Luxmi tea sets benchmark for other tea gardens
In the days when several tea gardens owned by the Duncan Group of Industries have put down their shutters due to alleged mismanagement and its workers are dying due to starvation, we find another tea estate in Bengal where each worker earns more than Rs 300 every day.
The Luxmi Tea Group, which has 18 tea estates across West Bengal, Assam and Tripura, has proved that there is still a tea garden left in Bengal where the workers are able to earn enough to support their family.
At present the Luxmi Tea Group has around 25,000 workers. According to information, the tea garden workers are financially stable and they have enough work in their hand.
Founded 1912 in Tripura, Luxmi Group produces 15 million kg of tea annually in Assam, Bengal and Tripura. The total area under cultivation is around 4132.73 hectares. It is a vertically integrated firm that markets its Narayanpur brand nationally. The firm has developed manufacturing, warehouse, retail distribution and packaging capability.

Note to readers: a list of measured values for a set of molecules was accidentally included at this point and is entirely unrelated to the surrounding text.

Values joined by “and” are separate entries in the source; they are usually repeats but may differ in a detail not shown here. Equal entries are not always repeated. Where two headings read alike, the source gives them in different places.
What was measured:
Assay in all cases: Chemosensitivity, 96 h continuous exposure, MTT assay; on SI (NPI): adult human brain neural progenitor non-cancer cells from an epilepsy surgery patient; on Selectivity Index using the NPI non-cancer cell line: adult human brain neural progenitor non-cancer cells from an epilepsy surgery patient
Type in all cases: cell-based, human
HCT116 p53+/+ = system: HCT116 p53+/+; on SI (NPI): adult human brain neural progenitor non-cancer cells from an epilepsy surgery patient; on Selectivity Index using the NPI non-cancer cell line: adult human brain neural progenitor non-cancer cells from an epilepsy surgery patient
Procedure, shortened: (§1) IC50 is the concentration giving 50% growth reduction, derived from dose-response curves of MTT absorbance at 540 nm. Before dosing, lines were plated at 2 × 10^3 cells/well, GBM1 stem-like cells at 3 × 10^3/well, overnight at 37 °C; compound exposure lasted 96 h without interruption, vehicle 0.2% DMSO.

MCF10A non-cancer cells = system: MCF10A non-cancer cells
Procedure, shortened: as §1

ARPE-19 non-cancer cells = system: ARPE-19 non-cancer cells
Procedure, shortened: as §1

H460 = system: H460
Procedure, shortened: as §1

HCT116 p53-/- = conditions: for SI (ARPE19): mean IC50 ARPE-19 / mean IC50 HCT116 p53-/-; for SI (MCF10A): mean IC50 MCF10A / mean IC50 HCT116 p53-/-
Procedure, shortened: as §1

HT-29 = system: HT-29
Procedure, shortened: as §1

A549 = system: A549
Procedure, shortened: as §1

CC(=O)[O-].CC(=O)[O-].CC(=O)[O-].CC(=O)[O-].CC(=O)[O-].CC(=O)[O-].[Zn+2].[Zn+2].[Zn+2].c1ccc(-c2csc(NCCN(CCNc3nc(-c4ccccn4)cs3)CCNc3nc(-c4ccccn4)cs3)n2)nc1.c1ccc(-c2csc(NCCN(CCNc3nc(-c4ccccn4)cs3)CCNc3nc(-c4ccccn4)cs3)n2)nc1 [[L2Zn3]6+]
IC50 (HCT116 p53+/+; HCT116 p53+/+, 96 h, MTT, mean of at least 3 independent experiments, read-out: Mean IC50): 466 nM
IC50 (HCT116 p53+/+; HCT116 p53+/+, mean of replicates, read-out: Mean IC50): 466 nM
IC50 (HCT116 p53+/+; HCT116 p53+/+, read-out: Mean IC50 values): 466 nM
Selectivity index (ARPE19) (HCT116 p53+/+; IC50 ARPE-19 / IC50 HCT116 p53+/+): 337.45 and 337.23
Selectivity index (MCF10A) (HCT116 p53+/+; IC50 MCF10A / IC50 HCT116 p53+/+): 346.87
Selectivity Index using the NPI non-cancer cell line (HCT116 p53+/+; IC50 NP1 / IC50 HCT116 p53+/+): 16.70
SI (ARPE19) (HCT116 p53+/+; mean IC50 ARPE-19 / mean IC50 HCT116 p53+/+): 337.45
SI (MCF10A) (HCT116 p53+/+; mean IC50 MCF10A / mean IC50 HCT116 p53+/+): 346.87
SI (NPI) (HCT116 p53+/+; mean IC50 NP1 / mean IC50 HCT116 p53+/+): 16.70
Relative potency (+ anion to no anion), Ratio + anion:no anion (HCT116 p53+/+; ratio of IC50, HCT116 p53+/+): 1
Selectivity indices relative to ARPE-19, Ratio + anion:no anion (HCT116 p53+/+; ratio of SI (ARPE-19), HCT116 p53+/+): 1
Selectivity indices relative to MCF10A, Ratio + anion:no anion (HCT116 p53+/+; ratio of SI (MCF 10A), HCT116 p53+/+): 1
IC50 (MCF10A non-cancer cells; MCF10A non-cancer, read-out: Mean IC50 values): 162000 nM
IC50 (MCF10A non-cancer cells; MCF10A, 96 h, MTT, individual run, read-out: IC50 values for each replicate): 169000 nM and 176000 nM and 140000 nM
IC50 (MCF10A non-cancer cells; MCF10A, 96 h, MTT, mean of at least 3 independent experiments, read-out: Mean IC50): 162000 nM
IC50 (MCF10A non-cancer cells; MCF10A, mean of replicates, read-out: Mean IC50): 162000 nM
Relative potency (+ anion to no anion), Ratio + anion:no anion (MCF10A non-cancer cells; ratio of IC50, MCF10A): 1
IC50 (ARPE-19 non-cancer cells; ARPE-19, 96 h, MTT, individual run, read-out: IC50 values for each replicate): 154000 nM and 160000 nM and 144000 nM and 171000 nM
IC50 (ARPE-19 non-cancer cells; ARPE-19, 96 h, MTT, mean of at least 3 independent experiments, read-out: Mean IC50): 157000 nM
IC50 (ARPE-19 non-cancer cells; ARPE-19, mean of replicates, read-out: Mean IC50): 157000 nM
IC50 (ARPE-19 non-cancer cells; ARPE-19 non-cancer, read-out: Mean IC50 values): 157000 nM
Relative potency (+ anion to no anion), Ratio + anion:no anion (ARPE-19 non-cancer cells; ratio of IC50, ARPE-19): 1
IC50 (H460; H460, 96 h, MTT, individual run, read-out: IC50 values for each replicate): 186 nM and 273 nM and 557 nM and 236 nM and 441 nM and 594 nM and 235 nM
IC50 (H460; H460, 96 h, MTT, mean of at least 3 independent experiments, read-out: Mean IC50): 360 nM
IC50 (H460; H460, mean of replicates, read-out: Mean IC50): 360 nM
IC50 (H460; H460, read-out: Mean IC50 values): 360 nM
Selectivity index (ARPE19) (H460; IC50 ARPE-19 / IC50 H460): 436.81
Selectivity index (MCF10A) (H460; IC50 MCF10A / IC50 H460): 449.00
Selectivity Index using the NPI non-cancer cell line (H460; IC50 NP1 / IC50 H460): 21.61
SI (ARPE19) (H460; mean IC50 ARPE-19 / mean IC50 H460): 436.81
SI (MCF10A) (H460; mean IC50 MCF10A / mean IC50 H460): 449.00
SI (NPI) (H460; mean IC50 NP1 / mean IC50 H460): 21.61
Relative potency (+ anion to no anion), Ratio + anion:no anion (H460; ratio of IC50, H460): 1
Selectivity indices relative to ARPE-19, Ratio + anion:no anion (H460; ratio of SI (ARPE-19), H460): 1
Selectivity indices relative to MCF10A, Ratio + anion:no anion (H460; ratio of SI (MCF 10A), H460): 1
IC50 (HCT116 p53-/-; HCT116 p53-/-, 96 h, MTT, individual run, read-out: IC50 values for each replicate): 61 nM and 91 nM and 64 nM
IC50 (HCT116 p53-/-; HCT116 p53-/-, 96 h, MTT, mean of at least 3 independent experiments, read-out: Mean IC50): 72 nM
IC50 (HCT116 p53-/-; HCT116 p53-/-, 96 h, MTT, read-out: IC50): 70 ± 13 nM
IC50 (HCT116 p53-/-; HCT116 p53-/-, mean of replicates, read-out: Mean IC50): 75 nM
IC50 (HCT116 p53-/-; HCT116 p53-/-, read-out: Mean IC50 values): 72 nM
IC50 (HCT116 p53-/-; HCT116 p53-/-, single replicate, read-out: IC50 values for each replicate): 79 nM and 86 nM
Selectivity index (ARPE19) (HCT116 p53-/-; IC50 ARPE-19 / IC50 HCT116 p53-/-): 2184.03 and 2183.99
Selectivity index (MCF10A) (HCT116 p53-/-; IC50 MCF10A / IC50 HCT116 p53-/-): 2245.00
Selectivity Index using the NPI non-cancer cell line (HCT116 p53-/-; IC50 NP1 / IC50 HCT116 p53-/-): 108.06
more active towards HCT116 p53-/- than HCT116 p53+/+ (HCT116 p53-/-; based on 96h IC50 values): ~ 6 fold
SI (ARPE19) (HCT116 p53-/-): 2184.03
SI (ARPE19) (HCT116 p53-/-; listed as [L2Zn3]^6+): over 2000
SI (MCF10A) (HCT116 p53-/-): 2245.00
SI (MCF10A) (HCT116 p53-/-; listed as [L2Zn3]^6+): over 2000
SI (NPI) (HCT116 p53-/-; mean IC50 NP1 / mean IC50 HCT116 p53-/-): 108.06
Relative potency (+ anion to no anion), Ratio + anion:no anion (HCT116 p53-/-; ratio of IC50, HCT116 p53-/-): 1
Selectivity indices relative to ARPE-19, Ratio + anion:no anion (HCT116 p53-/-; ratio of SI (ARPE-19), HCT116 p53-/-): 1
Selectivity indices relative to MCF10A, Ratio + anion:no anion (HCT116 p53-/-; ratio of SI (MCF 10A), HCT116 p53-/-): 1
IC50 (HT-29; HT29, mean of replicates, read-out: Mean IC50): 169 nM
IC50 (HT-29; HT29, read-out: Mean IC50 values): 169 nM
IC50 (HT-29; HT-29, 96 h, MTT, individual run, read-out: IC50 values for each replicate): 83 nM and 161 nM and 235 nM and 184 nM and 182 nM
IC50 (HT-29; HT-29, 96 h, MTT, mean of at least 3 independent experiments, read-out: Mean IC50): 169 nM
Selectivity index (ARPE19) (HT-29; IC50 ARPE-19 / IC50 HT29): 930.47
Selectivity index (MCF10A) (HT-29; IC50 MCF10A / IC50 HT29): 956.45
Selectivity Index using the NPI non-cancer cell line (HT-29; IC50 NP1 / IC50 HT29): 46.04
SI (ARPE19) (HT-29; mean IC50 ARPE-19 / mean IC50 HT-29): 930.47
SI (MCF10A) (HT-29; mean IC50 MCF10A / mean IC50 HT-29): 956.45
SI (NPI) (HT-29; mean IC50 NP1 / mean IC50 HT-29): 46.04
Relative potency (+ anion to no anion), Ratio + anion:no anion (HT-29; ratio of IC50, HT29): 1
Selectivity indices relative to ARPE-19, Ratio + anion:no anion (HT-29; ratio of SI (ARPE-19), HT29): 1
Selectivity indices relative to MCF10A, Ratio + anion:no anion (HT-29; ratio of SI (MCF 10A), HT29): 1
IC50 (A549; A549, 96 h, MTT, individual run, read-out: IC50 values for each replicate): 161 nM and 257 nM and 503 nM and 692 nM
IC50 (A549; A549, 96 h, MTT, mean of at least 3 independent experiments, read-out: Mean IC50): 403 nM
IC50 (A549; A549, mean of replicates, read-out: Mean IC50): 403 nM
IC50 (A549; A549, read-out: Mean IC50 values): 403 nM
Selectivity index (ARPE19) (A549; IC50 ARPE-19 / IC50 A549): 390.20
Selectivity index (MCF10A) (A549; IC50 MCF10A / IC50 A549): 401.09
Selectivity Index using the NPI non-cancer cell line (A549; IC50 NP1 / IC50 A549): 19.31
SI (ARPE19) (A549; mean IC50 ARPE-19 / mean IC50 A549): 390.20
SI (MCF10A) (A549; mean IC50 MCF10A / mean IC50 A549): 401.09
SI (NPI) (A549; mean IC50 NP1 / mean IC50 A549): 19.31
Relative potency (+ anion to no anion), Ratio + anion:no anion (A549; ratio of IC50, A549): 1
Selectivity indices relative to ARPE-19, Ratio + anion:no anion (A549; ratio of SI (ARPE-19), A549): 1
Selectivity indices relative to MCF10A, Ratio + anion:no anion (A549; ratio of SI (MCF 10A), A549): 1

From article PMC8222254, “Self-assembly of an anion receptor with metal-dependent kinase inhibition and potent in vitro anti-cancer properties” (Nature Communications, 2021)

Not only that, Luxmi Group also provides accommodation, ration, electricity, education, health care and social protection to its workers and their family members for free of cost. Company chairman Dipankar Chatterjee is himself a tea planter for 40 years. He said, “Among all our tea gardens, 85 per cent of them have tea plants which are more than 60-year-old. The average age of tea plants is 35 years.”
Chatterjee said the company had never delayed to pay the salary of tea garden workers. On the other hand, the workers also try their level best to help the company to achieve the required target. Chandmani tea garden worker Soven Singh is an example. Singh had collected 58 kg tea whereas he was asked to collect 22 kg. As a result, from October 28 to November 9, Singh had earned more than Rs 300 daily.
According to information, the maharaja of Tripura had provided land for tea garden to Paresh Chandra Chatterjee, grandfather of the company’s executive director Rudra Chatterjee. During that time, the tea gardens belonged to English, Scottish and Irish people.
Paresh was the first Indian to own a tea garden in India. The Chatterjee family had started focusing on tea business after 1947. Dipankar got involved in his family business in 1968. Every year the company carries out replantation at over 6,800 acres of land.
Makaibari Estates, the oldest and most celebrated of the 87 gardens along the long and winding road to Darjeeling was acquired by the Luxmi Group around one-and-half years ago.